Royal Malaysian Police Museum
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The Royal Malaysia Police Museum (Malay: Muzium Polis Diraja Malaysia) is a museum that showcases the history of the Malaysia police force, located in Kuala Lumpur, Malaysia. The museum includes exhibits from the history of the Royal Malaysia Police since its origins under British colonial rule until the 1970s.
The original wooden Royal Malaysia Police Museum was built in 1958 under the supervision of Police Training Centre (PULAPOL) Superintendent P.B. Gerry Waller. Its early collections exhibited the instructional materials from the Police Training Centre.
To accommodate the growing number of artifacts, Police Inspector-General Tun Mohammed Hanif Omar first proposed moving the museum to a new location in Kuala Lumpur on 16 October 1983. Construction on the site began on 18 February 1993 and was finished after four years, at a cost of 4.9 million ringgit for construction and 2.9 million ringgit for interior design. Deputy Prime Minister Dato' Seri Abdullah Ahmad Badawi unveiled the grand opening of the new museum site in July 1998.
The Royal Malaysia Police Museum is divided into three lettered galleries. Gallery A is dedicated to the colonial police, and displays old police uniforms and equipment. Gallery B showcases the history of the police force's vehicles as well as unusual evidence from past cases, including from investigations into triads, secret societies, and communists. The final gallery, Gallery C, is dedicated to the role of the Royal Malaysia Police during specific historical periods, including the Japanese occupation during WWII and the Bukit Kepong Incident during the communist insurgency.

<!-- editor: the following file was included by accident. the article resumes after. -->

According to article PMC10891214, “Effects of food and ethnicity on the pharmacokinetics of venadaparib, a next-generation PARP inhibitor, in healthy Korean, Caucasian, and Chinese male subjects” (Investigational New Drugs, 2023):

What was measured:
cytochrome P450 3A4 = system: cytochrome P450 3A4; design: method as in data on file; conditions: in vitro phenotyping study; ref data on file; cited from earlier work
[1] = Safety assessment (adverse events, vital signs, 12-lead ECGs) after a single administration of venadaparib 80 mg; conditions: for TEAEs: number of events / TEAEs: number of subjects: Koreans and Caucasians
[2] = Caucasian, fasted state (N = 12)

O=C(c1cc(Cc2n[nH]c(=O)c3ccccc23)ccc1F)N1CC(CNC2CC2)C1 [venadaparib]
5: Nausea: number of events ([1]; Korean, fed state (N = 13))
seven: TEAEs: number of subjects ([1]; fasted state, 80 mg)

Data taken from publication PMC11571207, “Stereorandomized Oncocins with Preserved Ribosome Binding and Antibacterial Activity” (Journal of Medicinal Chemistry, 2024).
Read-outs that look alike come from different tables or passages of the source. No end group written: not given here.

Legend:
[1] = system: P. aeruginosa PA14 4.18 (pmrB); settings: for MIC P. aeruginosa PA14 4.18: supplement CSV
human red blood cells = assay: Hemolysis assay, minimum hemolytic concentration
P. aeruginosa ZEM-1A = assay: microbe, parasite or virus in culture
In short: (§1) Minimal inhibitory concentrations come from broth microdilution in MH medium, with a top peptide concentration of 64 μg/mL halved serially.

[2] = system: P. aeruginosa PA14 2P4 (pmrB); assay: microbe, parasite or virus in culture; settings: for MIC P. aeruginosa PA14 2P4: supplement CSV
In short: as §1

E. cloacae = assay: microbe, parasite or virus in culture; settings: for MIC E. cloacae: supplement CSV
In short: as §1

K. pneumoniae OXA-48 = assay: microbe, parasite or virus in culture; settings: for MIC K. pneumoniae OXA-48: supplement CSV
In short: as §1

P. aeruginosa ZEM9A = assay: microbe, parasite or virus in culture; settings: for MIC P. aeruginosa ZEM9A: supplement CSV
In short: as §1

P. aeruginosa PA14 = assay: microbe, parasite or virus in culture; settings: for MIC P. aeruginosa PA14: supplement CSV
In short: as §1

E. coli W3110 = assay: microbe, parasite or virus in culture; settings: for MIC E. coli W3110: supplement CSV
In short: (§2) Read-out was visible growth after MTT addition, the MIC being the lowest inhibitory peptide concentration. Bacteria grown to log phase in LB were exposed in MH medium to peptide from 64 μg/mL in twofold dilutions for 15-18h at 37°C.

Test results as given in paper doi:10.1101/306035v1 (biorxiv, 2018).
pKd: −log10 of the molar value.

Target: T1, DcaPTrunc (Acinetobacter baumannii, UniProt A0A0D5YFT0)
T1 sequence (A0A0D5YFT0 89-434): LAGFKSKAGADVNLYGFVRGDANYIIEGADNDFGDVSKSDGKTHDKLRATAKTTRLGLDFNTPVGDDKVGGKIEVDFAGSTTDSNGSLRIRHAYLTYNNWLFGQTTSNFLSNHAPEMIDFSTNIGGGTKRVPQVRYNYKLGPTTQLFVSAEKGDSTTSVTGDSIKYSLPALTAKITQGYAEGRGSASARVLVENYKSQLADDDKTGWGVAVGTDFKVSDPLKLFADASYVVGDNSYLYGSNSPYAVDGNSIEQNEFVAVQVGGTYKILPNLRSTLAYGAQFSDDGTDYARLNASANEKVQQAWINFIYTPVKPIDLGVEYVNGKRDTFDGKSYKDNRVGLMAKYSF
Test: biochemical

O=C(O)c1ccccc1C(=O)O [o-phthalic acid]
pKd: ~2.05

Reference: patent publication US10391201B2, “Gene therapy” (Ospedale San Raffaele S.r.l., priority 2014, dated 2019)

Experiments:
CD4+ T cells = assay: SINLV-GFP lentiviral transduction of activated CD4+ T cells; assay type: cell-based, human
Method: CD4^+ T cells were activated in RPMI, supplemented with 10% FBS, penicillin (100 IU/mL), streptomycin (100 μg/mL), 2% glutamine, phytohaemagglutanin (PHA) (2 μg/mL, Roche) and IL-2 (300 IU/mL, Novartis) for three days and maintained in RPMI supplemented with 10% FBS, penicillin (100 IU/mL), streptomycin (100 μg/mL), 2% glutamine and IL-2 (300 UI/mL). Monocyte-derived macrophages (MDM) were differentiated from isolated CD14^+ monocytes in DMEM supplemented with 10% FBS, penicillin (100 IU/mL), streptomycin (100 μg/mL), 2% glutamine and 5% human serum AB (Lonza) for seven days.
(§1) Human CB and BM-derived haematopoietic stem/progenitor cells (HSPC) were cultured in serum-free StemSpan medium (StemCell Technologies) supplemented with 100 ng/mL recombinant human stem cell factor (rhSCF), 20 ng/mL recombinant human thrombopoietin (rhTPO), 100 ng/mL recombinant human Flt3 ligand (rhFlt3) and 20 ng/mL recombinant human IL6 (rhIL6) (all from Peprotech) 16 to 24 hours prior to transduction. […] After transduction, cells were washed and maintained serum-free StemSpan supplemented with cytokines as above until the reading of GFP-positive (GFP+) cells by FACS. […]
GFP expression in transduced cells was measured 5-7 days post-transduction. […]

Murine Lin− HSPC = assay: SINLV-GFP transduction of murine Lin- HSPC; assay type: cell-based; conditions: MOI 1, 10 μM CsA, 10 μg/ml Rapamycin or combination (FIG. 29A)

The museum is accessible within walking distance west of Kuala Lumpur railway station.
- Lenzi, Iola (2004). Museums of Southeast Asia. Singapore: Archipelago Press. pp. 200 pages. ISBN 981-4068-96-9.
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